A Chemistry Experiment

Rust is the eternal enemy of tools. Some have a degree of protection, whether that is the inclusion of Chromium as an alloy, being made from Aluminium (and thus having an Aluminium Oxide layer), or another coating added (paint, plastic, etc), but many others do not, and rust is soon to follow.

I’ve been looking for a way to easily reverse the chemical process, and have been giving Oxalic Acid a try. Readily available as a timber cleaning product, it is often used to remove the dead (grey) cells from a piece of timber to reveal its normal colouring.

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I’ve started with a couple of rusted posts, and have graduated to a whole collection from the Torque Workcentre.

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The liquid forms a great deal of tiny bubbles in the vicinity, so it is obviously doing something. I left a couple of test pieces for days, and it seemed to work, so graduated to the remaining collection (seen above). After a couple of days, I came back to it for a view.

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Think the acid is basically exhausted, so after a look at the progress, I have emptied out the first bath, and refilled.

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You can see the progress easily enough. But as I’m not sure, I’ve refreshed the bath for an additional go.

The earlier parts seems to be better (and they were in twice as long), so worth pursuing.

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An interesting (ongoing) experiement. Got any other suggestions, pitch them in. There is an interesting situation where there is a skin forming in the liquid.

If anyone knows the mechanism (chemistry) here, let me know.

If they come out cleaner than that after another few days, will post an update photo. Any better rust removers that you know of (and I already know about the elbow grease one!)?

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5 Responses

  1. Evaporust (http://www.evapo-rust.com.au/) works from my experience – I’ve used it on a bunch of hand planes. Put parts in container, pour liquid on, wait overnight, pull out/rinse scrub lightly with scotchbrite pad. Its reusable, although more expensive than the Diggers formula you’ve used.

    Electrolysis is usually highly recommended (haven’t gone that way myself). Vinegar is often mentioned.

  2. Hi Stu,

    It’s probably a polymerisation reaction between the oxalic acid and some other ingredient in the mix. Oxalic acid can be used as a polymerisation initiator. I’ve seen these skins form often in various situations, rather than the precipitate forming (like it is at the bottom of your solution) the precipitate forms as the solution evaporates and forms the skin. Much like soup does.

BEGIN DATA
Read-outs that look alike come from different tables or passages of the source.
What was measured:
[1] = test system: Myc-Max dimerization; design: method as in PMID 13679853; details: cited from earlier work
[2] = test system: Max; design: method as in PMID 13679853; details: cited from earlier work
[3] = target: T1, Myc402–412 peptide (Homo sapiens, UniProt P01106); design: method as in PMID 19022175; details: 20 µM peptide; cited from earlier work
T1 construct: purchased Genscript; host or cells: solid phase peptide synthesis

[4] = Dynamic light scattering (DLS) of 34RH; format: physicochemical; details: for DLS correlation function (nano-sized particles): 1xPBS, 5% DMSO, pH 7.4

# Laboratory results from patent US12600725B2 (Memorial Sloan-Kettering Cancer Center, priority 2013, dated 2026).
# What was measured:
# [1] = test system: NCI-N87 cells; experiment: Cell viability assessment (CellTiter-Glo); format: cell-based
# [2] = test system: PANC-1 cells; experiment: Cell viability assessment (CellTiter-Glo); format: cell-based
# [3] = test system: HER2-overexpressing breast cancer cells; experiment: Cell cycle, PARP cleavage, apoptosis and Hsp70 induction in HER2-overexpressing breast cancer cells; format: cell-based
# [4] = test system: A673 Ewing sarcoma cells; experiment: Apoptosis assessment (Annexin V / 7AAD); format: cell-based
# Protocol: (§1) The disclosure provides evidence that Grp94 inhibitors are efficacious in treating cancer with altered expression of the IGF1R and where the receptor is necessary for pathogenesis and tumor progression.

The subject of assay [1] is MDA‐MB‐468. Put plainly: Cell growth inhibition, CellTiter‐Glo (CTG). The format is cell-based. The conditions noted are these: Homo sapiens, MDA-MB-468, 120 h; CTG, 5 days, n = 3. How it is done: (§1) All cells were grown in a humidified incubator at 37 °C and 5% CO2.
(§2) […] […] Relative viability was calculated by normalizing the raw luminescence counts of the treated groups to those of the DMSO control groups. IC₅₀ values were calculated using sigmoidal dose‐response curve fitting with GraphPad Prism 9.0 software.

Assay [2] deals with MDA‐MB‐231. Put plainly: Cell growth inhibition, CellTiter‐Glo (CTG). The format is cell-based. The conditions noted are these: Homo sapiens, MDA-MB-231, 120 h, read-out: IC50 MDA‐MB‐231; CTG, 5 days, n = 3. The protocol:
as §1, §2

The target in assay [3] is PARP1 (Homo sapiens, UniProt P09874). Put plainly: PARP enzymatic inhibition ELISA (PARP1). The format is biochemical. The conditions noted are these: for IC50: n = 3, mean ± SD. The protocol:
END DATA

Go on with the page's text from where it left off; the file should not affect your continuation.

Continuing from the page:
Cheers
    Martin

    • It is an interesting thing – good way to remove the byproducts of a reaction! In this case as you’ve observed, the skin forms under the liquid, at the contact point between the metal bowl and the acid. It may be the result of a reaction there, rather than with the rust.

      A coating of yellow ?product? remains on the outside of the items, that seems to need abrasives to remove (which still begs the question that if I have to use abrasives anyway, that would also remove the original rust!) Any idea what it would be, and whether another chemical can be used to remove that (such as a weak hydrochloric acid), that can then be washed away?

      • It’s most likely Iron (II) Oxalate: http://en.wikipedia.org/wiki/Iron(II)_oxalate
        It coats the metal for obvious reasons as this is the source of Fe. It also appear in the bowl probably because there is some Fe metal (or rust) dissolved by the oxalic acid.
        I’d avoid using any acid, especially HCl to remove the coating, as this will lead to further rusting.
        I’m not sure if there are problems with this for woodworking tools, but I’ve had suggested to me to use whatever method of rust removal and then rub with some fish oil which creates a protective barrier.

  3. Hi Stu. This too is unsolicited.

    I unpacked a Robert Sorby pro plus early this arvo Mate and I had no problems with it and went on to have a fabulous arvo on chisels, some old ones which needed some various forms of ‘resurection” … prior to using the 120 grit belt.

    We put on (very easily) a 240 grit belt and repeated same /similar over about 15 chisels. Easy and nice and enjoyable without frustration. I watered stoned the burr off and mate stropped them.

    My stropping belt is an old barber’s horse hide number. Ideas on that too please.

    An expensive item but I think it will help me with my lathe tools/ gouges and then be more interested in turning.

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